Difficult Conversations Summary – by Douglas Stone.  What is a difficult conversation? Conversations we dread, and often handle clumsily as a result, are part of all our lives: in boardrooms and family rooms, across the negotiation table and the dinner table. Now, Difficult Conversations teaches us how to handle these dialogues with more success and less anxiety.

Difficult Conversations Prep Sheet –  After reading through the summary, use this sheet to help organize your thoughts and prepare for a difficult conversation.

Difficult Conversation Assumptions and Goals – Helps identify the assumptions and goals of three different types of difficult conversations: The “What Happened?” conversation, the Feeling conversation, and the Identity conversation.

When You Absolutely Positively Should NOT use Email – by David Shipley and Will Schwalb of ChangeThis. Just because email is good for some things doesn’t mean it’s good for everything. Take a look at what the author’s think is a good list of the times and occasions you absolutely, positively should not send email.

Creativity

The Power of Passionate Creatives – by John Hagel III, John Seely Brown and Lang Davison of ChangeThis.  All too often those who are passionate about their work are frustrated with their employers and bosses. They are not satisfied. Far from it. They want to do more, but they feel held back. This manifesto is for them—the “passionate creatives” of the world.

Stories, Storytelling, Story-Selling in Business – by Thomas M. Nies of ChangeThis.  Stories inspire, engage and initiate change through their telling and re-telling. What will be your company story be in the decade to come?

Story Listening – A Skill for Leaders – by Elliot Masie.  It’s critically important that leaders have the ability to tell an authentic and well-constructed story. Equally important is learning how to listen to stories from employees while encouraging, honoring and actually hearing what is being communicated.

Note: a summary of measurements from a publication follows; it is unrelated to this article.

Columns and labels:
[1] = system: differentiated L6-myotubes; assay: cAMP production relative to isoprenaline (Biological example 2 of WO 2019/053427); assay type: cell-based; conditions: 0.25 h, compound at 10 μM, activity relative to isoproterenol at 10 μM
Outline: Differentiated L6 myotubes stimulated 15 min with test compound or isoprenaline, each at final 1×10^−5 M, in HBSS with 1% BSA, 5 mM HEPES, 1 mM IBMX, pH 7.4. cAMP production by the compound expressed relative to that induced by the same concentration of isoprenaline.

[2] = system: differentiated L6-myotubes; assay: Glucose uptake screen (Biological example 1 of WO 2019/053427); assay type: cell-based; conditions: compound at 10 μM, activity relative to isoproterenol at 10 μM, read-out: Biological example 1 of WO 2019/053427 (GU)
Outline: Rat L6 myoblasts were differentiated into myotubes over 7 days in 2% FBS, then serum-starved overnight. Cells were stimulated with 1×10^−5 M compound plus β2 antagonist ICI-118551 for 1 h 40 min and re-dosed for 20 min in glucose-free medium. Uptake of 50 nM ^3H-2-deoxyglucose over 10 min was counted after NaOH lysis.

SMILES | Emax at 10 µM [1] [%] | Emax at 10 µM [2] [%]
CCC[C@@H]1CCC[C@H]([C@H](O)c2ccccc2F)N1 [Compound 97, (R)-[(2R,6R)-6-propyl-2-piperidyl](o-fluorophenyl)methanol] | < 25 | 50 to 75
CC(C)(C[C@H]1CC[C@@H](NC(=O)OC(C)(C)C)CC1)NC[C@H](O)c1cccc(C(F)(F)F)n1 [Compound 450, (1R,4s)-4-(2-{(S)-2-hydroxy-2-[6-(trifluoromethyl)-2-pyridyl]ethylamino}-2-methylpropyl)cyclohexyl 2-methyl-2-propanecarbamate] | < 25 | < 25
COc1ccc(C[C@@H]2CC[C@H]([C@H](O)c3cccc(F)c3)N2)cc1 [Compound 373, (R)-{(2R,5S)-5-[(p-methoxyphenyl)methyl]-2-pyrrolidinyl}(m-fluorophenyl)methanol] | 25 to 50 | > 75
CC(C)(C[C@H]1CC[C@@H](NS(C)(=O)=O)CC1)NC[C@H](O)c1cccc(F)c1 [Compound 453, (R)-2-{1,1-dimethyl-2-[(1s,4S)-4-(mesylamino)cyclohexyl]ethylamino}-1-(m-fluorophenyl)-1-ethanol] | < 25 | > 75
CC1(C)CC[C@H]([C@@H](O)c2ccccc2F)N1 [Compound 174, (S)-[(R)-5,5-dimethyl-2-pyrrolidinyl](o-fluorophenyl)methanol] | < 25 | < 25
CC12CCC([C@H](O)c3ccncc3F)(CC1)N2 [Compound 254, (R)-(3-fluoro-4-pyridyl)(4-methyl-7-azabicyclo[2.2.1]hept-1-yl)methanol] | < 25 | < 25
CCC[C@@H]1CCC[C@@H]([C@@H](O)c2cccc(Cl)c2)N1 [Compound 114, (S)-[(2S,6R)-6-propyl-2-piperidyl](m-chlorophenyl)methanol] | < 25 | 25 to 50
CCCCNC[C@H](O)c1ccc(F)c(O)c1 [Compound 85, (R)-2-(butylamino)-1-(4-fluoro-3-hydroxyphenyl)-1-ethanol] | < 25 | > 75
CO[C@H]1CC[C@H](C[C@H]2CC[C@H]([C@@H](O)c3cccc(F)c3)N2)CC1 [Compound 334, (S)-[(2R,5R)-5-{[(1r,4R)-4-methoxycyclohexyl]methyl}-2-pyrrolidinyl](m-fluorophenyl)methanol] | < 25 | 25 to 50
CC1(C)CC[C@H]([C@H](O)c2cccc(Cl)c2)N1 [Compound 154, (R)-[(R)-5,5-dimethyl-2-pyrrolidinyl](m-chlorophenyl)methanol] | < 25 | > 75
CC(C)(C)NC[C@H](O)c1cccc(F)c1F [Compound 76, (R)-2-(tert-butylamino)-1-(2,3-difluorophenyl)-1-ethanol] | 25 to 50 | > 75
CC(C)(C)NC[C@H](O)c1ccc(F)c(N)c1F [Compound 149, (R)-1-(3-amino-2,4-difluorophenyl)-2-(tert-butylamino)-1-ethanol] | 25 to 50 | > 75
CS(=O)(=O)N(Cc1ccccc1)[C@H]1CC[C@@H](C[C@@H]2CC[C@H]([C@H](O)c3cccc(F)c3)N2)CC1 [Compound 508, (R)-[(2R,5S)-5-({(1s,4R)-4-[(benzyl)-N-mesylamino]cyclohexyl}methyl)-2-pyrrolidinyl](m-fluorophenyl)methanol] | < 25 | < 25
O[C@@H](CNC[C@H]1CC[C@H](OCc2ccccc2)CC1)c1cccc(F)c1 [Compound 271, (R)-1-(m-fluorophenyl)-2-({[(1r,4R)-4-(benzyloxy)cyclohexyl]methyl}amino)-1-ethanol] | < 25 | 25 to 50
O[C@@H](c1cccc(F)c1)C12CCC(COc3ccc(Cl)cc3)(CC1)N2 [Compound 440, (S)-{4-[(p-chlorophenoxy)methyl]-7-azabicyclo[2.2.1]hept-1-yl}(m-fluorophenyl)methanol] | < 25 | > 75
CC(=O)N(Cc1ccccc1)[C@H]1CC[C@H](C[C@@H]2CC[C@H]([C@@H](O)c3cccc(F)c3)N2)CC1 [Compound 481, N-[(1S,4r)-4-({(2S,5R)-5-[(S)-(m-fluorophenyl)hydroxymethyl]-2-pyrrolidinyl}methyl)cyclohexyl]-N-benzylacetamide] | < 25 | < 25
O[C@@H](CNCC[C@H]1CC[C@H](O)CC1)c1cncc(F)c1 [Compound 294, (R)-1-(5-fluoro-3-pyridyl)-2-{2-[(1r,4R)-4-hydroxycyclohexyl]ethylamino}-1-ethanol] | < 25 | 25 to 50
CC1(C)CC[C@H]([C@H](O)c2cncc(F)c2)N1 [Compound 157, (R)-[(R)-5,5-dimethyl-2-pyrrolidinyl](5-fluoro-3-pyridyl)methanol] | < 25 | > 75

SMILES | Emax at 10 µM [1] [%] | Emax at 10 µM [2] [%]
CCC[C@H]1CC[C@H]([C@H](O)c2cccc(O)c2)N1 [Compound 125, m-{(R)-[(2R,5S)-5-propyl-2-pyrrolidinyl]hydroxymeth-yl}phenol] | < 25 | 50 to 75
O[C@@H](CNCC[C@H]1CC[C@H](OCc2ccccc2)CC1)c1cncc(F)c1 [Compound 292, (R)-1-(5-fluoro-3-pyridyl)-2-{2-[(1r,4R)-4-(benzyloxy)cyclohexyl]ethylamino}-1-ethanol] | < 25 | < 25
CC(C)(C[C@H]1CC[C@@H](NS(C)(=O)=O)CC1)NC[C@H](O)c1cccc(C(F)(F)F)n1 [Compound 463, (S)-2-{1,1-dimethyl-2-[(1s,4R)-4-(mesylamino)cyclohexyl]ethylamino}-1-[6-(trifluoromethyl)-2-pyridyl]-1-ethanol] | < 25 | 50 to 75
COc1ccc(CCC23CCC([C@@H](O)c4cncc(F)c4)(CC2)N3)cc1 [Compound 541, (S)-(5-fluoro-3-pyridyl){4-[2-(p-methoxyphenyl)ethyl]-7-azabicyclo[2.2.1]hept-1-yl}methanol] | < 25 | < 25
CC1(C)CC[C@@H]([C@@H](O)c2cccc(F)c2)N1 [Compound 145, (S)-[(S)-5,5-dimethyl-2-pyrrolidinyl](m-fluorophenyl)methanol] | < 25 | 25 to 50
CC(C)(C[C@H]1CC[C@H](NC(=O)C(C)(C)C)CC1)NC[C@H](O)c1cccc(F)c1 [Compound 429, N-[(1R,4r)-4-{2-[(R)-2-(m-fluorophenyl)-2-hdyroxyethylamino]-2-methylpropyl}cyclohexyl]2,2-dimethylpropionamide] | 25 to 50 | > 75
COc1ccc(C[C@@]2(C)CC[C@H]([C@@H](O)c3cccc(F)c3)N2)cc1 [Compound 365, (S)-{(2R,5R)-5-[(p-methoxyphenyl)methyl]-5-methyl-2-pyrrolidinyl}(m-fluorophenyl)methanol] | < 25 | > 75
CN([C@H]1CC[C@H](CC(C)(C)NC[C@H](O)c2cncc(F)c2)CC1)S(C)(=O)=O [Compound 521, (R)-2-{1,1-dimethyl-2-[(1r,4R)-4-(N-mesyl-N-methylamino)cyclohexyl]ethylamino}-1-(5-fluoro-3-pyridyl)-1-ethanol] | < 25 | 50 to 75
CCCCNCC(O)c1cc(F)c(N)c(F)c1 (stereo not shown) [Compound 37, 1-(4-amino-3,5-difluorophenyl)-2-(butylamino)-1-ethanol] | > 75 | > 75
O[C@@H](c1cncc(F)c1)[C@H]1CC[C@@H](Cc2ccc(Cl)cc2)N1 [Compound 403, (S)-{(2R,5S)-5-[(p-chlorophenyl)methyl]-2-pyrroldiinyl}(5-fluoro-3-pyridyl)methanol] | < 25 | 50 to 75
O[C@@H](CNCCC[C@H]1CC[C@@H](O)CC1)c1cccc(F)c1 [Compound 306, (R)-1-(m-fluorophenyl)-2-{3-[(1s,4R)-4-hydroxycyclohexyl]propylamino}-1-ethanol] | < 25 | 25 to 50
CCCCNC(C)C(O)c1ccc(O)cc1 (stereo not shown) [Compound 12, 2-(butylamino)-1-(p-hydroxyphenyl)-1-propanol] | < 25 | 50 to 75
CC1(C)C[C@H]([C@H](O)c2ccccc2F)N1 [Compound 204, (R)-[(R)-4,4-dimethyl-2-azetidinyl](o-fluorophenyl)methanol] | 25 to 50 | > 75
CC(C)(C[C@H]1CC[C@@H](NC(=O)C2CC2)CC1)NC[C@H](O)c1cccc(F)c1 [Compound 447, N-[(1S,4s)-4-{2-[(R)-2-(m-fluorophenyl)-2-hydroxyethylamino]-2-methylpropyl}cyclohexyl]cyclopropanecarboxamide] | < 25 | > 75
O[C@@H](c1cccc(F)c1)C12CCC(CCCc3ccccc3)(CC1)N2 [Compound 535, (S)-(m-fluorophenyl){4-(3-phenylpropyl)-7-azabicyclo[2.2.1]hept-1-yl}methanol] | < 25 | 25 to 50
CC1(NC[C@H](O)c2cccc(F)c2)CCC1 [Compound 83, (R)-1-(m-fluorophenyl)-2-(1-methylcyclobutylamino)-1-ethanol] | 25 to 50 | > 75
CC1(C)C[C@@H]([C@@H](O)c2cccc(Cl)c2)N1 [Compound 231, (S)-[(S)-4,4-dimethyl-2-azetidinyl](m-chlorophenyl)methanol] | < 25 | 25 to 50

Presentations: Boring To Bravo – by Kristin Arnold of ChangeThis.  No one wants to be boring. And no one wants to listen to a boring presentation.  In the ChangeThis Manifesto, Arnold shares 15½ of the simplest techniques to take your presentations from boring to bravo—so engaging that your audience will be inspired to take action.

Leadership

The Talent Myth: Are Smart People Overrated? – by Gladwell. Telling your kids they are doing their best has been proven more effective for success versus telling them they are very intelligent. This article proves this to be true, but not just for your children, for your direct reports and your organization as a whole also.

What Leaders Really Do – by John Kotter.  Leadership and management are two distinctive and complementary systems of action, each having its own functions and characteristic activities.  Kotter outlines the differences between the two and discusses the important, lasting effects of creating a culture of leadership.

Management, Difficult conversations, Change Management

Accountability: Effective Managers go First – by Maister. In any organization, regardless of its purpose, scale or location, there is great power that comes from creating a culture of accountability. When people in an organization can depend upon the fact that everyone else will keep their word and perform the duties and tasks they have accepted, more will get done with less explicit oversight. People will feel a heightened sense of responsibility and will act on it.

Difficult Conversations Summary – by Douglas Stone.  What is a difficult conversation? Conversations we dread, and often handle clumsily as a result, are part of all our lives: in boardrooms and family rooms, across the negotiation table and the dinner table. Now, Difficult Conversations teaches us how to handle these dialogues with more success and less anxiety.